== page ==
Throughout your adult life, whether you want to borrow money, finance a purchase like a house or car, or even sign an apartment lease, the party on the other side of the agreement will be checking your credit report. You need to start working on building a strong credit history now, so that it’s there when you need it.

Here’s the primary information your credit report will include:

  • A list of businesses that have extended you credit or loans
  • The total amount of each loan, and the limit on each credit card
  • How often you’ve made on-time payments, and the amount paid each time
  • Any missed or late payments, and bad (uncollectible) debt

Here’s how you can start building your credit:

1. Open a credit card account. Used wisely, credit cards can help you build a strong credit profile. The key is to use the card, even if only for a small purchase now and then, and pay the balance off monthly. If you have no credit history, consider a secured credit card, which is tied to an amount on deposit, or ask to become an authorized user or joint account owner on one of your parent’s cards, provided they have a good credit history.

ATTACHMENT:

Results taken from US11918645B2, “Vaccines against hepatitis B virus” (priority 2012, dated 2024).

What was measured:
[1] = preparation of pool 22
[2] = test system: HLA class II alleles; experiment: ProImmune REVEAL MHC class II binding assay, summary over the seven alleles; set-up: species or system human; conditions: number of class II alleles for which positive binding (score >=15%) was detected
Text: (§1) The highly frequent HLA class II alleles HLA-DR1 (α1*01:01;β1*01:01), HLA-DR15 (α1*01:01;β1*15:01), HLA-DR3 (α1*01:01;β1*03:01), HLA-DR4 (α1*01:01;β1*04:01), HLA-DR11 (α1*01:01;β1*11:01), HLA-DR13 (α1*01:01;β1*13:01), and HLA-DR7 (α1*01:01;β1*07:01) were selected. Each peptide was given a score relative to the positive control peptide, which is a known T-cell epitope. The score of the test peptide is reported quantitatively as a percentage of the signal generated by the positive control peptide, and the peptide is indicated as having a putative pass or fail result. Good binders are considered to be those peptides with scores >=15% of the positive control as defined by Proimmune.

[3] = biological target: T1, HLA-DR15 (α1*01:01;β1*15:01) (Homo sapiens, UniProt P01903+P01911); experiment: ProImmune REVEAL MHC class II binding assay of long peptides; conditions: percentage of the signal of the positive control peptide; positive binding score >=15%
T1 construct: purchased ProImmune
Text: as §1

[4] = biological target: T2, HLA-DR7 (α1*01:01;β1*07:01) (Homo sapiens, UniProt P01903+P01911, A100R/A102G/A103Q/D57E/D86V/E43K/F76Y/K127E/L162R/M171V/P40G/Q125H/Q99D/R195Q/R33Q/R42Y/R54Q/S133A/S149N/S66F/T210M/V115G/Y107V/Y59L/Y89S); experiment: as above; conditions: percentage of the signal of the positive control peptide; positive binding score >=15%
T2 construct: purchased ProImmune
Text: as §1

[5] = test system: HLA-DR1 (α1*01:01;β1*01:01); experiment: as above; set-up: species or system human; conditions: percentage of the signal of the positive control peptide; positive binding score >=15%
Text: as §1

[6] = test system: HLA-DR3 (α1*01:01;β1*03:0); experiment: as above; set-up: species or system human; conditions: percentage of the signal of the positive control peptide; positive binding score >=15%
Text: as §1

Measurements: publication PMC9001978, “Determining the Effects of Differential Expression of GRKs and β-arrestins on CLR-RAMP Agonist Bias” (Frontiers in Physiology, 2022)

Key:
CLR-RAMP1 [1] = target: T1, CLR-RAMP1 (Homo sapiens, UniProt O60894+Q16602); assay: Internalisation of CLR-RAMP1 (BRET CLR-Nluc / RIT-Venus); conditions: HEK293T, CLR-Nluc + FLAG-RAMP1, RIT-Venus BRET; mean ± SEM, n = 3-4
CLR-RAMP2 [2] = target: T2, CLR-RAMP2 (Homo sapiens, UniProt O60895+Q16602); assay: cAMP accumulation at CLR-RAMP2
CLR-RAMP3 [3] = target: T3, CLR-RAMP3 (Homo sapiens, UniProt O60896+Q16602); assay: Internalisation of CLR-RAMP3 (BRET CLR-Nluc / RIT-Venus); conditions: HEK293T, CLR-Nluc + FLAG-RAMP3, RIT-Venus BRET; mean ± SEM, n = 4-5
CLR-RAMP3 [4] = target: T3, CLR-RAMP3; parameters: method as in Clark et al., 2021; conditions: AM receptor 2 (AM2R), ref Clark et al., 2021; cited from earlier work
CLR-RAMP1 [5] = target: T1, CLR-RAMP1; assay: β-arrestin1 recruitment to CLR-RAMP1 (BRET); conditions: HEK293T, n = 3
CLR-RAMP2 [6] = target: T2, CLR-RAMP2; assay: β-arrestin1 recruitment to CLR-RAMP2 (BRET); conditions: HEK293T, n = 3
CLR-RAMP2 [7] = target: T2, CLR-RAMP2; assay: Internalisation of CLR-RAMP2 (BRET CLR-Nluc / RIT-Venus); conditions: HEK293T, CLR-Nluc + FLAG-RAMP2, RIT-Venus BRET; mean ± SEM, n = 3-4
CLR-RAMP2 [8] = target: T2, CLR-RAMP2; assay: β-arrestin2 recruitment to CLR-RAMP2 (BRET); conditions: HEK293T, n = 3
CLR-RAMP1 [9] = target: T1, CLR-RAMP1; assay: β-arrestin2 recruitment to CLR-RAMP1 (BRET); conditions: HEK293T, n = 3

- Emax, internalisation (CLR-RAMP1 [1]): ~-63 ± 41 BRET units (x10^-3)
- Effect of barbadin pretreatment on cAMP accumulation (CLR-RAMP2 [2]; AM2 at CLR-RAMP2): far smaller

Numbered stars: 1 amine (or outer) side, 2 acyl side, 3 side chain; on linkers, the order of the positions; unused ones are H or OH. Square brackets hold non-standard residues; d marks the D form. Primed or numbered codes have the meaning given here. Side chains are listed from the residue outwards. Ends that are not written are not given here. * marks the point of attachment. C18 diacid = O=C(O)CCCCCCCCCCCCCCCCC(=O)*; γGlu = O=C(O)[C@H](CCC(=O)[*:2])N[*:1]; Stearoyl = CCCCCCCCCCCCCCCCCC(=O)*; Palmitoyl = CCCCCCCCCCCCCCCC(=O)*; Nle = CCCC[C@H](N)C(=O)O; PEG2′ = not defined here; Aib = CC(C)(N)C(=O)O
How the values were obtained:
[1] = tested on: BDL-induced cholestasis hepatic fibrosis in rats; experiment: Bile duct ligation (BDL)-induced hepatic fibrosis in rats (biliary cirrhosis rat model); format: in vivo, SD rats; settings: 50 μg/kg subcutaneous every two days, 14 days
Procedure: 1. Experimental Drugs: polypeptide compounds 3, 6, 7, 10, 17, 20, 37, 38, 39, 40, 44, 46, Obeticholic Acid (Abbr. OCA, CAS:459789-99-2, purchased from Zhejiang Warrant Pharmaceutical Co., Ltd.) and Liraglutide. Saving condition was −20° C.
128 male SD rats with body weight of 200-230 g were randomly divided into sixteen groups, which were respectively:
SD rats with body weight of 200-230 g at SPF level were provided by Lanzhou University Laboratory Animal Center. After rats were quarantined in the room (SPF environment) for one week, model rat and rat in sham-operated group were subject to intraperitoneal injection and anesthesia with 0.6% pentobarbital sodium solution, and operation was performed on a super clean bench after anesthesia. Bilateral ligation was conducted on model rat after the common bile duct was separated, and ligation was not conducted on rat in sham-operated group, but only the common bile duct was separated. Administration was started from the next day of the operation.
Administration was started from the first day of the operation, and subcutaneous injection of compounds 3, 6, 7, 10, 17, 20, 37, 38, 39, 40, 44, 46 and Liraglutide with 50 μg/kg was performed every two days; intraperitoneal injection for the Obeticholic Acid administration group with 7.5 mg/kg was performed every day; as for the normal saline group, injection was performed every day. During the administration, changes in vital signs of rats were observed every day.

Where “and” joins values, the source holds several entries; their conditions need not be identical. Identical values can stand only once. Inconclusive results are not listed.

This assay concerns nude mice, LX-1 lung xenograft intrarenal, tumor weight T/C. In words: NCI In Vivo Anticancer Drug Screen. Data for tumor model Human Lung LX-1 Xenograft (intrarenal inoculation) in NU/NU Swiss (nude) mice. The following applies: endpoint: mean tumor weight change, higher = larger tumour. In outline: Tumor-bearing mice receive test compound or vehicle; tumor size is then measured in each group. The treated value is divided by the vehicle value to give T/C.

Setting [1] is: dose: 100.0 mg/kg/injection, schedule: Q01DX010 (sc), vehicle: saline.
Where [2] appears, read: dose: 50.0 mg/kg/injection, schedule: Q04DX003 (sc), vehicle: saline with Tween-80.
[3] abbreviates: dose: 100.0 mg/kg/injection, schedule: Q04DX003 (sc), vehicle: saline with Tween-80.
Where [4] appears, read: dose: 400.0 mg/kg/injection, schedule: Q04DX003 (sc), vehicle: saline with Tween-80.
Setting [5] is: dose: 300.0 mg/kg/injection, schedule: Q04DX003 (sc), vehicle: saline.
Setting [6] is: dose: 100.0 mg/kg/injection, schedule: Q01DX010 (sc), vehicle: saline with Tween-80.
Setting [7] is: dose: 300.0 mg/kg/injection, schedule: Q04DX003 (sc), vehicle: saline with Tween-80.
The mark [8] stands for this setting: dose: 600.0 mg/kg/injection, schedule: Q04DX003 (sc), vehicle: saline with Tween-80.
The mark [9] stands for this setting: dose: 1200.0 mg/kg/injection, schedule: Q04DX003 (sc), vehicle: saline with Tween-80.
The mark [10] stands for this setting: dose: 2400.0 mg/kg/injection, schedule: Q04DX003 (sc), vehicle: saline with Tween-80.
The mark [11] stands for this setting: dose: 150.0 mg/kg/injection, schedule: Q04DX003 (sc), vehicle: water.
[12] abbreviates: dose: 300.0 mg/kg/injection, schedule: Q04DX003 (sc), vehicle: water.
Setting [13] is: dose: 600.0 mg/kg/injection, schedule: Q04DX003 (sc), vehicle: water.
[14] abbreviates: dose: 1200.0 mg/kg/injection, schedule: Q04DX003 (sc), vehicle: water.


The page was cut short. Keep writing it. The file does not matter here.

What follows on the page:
2. Get a loan for a larger purchase. Financing a car, furniture or other medium to large purchase can help you build credit, too. If you’re buying a laptop, for example, check into a financing program you can pay off within six months or a year.

3. Do NOT apply for multiple cards or loans at once, and do NOT close credit card accounts. New credit inquiries can adversely affect your credit. Closing an account can lower your score by shortening your credit history or reducing your available credit.

4. Have your rent, utilities and cell phone accounts put in your own name. Even if your parents help pay your bills, on-time payments are credited to you when you hold the account. Be careful, however, if you share payments with roommates. Their late payments will damage your credit history, too.

5. Make on-time payments. This goes for all of your financial obligations: credit cards, loans, rent, utilities, etc.

6. Don’t overextend yourself with credit. Responsible money management is key to your credit history. Keep your debt-to-income ratio low.

7. Monitor your credit report. Regular checks help you spot errors or fraudulent activity, which you should report immediately, and may help you identify opportunities for improvement. You can request a free report from each of the three major credit bureaus — Equifax, Experian and TransUnion — once a year through

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